Also today, music from Richard Swift, who plays Kilby Court in Salt Lake City this Saturday night in what will be his final U.S. performance before he heads to the U.K. for a series of dates in early June. As his sound indicates, Swift is a true throwback, a pure pop songwriter that finds common ground amongst the likes of Paul McCartney (the good, 70's, songwriting version) and Tom Waits, among other artists of yesteryear. Maybe it's that circular taste thing working, but he somehow channels those retro leanings into a finished product that sounds entirely fresh and intriguing. Not one to be pigeon-holed into one decade, Swift broke ground on the 1980's earlier this year when his version of Prince's "Paisley Park," appeared as the B-side to his "Kisses For the Misses" single. His most recent full-length is this year's excellent Dressed Up For the Letdown.

    In House #1857.

    Airdate: 4/26/07
    Focus: New release from Laura Veirs, Saltbreakers, plus Richard Swift plays Salt Lake City this weekend. Also, new music from Elliott Smith, Chrisopher Blue, Winterpills, Andrew Bird, and more.

    BONUS MP3s-
    Laura Veirs, from Saltbreakers:
  • "Saltbreakers" (MP3)

    Richard Swift, from The Novelist/Walking Without Effort:
  • "As I Go" (MP3)
    ...from the Kisses For the Misses 7":
  • "Paisley Park" (MP3) (Prince cover)

    Elliott Smith, from New Moon (due 5/8):
  • "Pretty Mary K (Other Version)" (MP3)

  • PLAYLIST

    In House PODCAST #300

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    Wednesday, April 25, 2007

    In House #1856: New Martin Sexton, Playing Salt Lake City Tonight

    Over the past twenty years or so, singer-songwriter Martin Sexton has built a reputation as an artist with a consistently interesting and diverse output. One need only seek out a handful of selections from his catalog to find an artist that has rarely, if ever, conformed to anyone's expectations but his own, and he's excelled at several different genres because of it, often over the course of the same album. Seeds, his sixth studio full-length but first in seven years excluding 2005's holiday-themed Camp Holiday, is no different in this regard. Over the course of thirteen new songs and one version of a soul classic, Sexton ambles between pop, rock, folk, country, gospel, soul, and even a little jazz, showing off his trademark vocal range in the process. Whereas in the past such diversity has caused his efforts to sound pieced together, Seeds somehow keeps its overall focus amongst the genre-jumping. "Wild Angels," features Sexton backed by a choir of himself, foreshadowing the gospel inflection on the later "There Go I." "Will It Go 'Round In Circles," meanwhile, is Sexton's take on Billy Preston's classic, proving that an entire album's worth of such material from him would surely be of more use to the world than similarly-themed releases from the likes of Rod Stewart and Michael McDonald. Martin Sexton plays The Depot in Salt Lake City tonight, along with up and coming opener Jonah Smith.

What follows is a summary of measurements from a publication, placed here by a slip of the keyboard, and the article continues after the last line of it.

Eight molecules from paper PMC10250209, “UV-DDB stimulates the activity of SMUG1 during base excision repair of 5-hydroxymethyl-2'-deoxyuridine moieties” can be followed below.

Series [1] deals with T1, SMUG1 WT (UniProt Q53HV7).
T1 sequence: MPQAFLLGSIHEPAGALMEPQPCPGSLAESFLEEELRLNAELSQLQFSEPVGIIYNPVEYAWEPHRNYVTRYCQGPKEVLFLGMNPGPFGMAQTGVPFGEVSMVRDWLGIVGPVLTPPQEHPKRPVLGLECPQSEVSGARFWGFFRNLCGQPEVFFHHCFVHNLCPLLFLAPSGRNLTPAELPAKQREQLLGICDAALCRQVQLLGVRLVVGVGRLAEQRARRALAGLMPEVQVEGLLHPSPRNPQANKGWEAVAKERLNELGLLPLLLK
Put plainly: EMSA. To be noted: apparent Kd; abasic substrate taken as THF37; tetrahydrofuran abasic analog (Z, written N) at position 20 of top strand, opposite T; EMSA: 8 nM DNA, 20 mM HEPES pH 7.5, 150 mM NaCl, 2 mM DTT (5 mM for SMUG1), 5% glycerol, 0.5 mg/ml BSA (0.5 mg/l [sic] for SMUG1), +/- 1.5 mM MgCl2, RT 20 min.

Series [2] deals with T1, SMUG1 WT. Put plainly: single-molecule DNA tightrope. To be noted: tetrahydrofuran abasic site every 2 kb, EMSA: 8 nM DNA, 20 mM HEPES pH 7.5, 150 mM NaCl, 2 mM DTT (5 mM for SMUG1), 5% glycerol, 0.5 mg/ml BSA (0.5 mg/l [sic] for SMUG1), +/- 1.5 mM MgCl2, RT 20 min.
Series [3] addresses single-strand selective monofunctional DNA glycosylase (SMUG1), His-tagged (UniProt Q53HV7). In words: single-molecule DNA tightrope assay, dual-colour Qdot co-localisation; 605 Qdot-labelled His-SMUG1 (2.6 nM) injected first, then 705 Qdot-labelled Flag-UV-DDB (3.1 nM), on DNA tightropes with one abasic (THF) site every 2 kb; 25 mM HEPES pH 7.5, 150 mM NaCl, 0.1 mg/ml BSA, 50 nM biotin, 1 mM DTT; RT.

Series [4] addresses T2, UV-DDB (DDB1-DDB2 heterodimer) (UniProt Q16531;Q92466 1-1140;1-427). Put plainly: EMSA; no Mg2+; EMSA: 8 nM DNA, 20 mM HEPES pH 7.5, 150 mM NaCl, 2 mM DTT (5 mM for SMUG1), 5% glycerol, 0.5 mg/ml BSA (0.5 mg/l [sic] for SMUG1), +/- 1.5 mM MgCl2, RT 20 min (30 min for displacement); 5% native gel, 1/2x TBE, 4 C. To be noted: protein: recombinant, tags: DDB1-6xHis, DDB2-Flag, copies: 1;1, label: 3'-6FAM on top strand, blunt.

Martin Sexton

    In House #1856.
    Airdate: 4/25/07
    Focus: New release from Martin Sexton, Seeds, also playing Salt Lake City tonight. Plus, new music from Willy Mason, Mavis Staples, Wilco, and more.

    BONUS MP3s-
    Martin Sexton, from Seeds:
  • "Goin' to the Country" (MP3)

    Mavis Staples, from We'll Never Turn Back:
  • "On My Way" (MP3)

  • PLAYLIST

    In House PODCAST #299